Health

Health
5:09 pm
Wed July 3, 2013

N.H. Businesses Get Extra Year To Sort Out Mandate Under Health Law

Some New Hampshire businesses say they welcome news of a recent delay in a key part of the Affordable Care Act. 

On Tuesday, the Obama Administration announced it is postponing the so-called employer mandate by a year, citing a need for more time to simplify regulations. 

It was this provision that Senator Kelly Ayotte, speaking at the Republican National Convention last summer, offered  as a reason why she thinks Obamacare won’t work.

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Word of Mouth
12:45 pm
Tue June 25, 2013

National Parks Get A Food Reboot

Credit Redbeard Math Pirate via Flickr Creative Commons

The National Parks Service has introduced a major change-up to their fifty-nine park locations nationwide. In collaboration with Michelle Obama’s healthy diet initiative, visitors will have the option to choose from a bevy of healthy, fresh meals at each concessionary. The new program gives new variety to those hungry visitors with no other culinary options, and for the twenty-three million people who visit their locations annually, this health-conscious movement will result in the loss of billions of collective calories. Steve Vogel is a reporter for the national staff of the Washington Post where he frequently covers the federal government, and he joined us to tell us a little more about this change.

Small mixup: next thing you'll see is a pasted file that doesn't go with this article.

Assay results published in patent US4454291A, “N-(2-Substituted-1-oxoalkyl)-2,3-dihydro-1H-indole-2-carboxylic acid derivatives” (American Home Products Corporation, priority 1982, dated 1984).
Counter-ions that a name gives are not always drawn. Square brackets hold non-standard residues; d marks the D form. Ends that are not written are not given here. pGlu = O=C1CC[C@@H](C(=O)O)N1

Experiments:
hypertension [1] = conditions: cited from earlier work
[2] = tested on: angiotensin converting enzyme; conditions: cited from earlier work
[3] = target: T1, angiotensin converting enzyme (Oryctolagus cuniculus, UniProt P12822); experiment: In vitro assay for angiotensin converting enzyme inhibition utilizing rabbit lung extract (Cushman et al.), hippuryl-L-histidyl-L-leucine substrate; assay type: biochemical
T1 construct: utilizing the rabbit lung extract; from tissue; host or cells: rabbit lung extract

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The Exchange
9:00 am
Tue June 25, 2013

The Widening Lyme Disease Divide